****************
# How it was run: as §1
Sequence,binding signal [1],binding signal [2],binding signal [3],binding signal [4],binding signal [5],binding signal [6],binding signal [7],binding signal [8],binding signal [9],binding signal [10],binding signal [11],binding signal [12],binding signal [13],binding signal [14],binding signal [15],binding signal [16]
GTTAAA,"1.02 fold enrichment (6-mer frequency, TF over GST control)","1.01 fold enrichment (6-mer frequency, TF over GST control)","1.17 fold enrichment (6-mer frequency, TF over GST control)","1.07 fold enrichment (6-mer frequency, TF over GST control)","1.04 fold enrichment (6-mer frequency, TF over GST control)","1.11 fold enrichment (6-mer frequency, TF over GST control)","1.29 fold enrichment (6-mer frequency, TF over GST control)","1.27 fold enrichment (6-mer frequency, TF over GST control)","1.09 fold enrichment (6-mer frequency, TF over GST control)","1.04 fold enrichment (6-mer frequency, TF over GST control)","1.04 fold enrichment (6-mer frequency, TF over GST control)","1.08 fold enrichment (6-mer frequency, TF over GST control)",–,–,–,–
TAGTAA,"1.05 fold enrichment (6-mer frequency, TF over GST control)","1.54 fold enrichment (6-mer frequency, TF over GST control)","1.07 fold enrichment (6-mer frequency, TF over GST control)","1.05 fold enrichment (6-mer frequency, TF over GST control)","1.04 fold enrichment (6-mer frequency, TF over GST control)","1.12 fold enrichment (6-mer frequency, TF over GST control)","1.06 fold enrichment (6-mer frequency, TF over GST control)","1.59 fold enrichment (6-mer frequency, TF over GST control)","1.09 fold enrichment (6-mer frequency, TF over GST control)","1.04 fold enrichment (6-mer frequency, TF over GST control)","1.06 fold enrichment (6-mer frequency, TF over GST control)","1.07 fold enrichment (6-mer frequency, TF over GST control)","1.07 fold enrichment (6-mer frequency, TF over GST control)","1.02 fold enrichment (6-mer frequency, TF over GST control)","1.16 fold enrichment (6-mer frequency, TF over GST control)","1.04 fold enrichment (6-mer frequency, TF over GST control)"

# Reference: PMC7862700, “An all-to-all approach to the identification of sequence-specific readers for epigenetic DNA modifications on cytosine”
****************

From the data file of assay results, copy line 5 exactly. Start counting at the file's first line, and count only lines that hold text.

# Reference: PMC7862700, “An all-to-all approach to the identification of sequence-specific readers for epigenetic DNA modifications on cytosine”